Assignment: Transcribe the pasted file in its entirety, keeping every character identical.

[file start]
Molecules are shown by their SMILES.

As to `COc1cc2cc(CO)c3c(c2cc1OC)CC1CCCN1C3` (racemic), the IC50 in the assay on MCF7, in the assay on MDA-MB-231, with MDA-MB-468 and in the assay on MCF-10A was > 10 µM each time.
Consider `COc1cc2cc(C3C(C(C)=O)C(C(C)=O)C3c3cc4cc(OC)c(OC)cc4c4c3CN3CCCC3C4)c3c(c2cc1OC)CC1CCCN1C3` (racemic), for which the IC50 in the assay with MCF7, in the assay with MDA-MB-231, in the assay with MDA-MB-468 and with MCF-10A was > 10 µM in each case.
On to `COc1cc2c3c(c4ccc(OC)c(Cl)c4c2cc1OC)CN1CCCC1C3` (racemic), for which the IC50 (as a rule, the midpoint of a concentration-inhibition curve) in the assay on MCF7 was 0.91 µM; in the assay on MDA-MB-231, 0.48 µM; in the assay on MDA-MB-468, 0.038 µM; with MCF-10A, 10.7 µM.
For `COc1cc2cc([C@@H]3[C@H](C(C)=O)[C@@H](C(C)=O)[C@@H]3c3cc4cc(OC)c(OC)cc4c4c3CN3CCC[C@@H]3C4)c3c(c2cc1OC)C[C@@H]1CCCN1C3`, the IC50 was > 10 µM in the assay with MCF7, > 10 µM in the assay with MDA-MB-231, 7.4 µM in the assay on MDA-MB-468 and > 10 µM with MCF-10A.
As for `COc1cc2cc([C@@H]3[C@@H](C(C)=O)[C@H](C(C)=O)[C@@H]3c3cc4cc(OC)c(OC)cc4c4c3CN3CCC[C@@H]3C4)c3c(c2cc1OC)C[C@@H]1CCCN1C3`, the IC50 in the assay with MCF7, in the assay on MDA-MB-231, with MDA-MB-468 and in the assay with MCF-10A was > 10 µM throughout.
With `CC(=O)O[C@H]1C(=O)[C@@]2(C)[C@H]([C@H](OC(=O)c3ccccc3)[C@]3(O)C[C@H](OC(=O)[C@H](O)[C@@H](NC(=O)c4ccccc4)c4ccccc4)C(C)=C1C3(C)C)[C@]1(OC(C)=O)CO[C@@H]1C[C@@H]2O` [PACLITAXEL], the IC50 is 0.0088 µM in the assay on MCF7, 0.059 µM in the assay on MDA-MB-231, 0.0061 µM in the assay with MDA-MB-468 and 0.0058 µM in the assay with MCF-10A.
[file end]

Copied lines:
Molecules are shown by their SMILES.

As to `COc1cc2cc(CO)c3c(c2cc1OC)CC1CCCN1C3` (racemic), the IC50 in the assay on MCF7, in the assay on MDA-MB-231, with MDA-MB-468 and in the assay on MCF-10A was > 10 µM each time.
Consider `COc1cc2cc(C3C(C(C)=O)C(C(C)=O)C3c3cc4cc(OC)c(OC)cc4c4c3CN3CCCC3C4)c3c(c2cc1OC)CC1CCCN1C3` (racemic), for which the IC50 in the assay with MCF7, in the assay with MDA-MB-231, in the assay with MDA-MB-468 and with MCF-10A was > 10 µM in each case.
On to `COc1cc2c3c(c4ccc(OC)c(Cl)c4c2cc1OC)CN1CCCC1C3` (racemic), for which the IC50 (as a rule, the midpoint of a concentration-inhibition curve) in the assay on MCF7 was 0.91 µM; in the assay on MDA-MB-231, 0.48 µM; in the assay on MDA-MB-468, 0.038 µM; with MCF-10A, 10.7 µM.
For `COc1cc2cc([C@@H]3[C@H](C(C)=O)[C@@H](C(C)=O)[C@@H]3c3cc4cc(OC)c(OC)cc4c4c3CN3CCC[C@@H]3C4)c3c(c2cc1OC)C[C@@H]1CCCN1C3`, the IC50 was > 10 µM in the assay with MCF7, > 10 µM in the assay with MDA-MB-231, 7.4 µM in the assay on MDA-MB-468 and > 10 µM with MCF-10A.
As for `COc1cc2cc([C@@H]3[C@@H](C(C)=O)[C@H](C(C)=O)[C@@H]3c3cc4cc(OC)c(OC)cc4c4c3CN3CCC[C@@H]3C4)c3c(c2cc1OC)C[C@@H]1CCCN1C3`, the IC50 in the assay with MCF7, in the assay on MDA-MB-231, with MDA-MB-468 and in the assay with MCF-10A was > 10 µM throughout.
With `CC(=O)O[C@H]1C(=O)[C@@]2(C)[C@H]([C@H](OC(=O)c3ccccc3)[C@]3(O)C[C@H](OC(=O)[C@H](O)[C@@H](NC(=O)c4ccccc4)c4ccccc4)C(C)=C1C3(C)C)[C@]1(OC(C)=O)CO[C@@H]1C[C@@H]2O` [PACLITAXEL], the IC50 is 0.0088 µM in the assay on MCF7, 0.059 µM in the assay on MDA-MB-231, 0.0061 µM in the assay with MDA-MB-468 and 0.0058 µM in the assay with MCF-10A.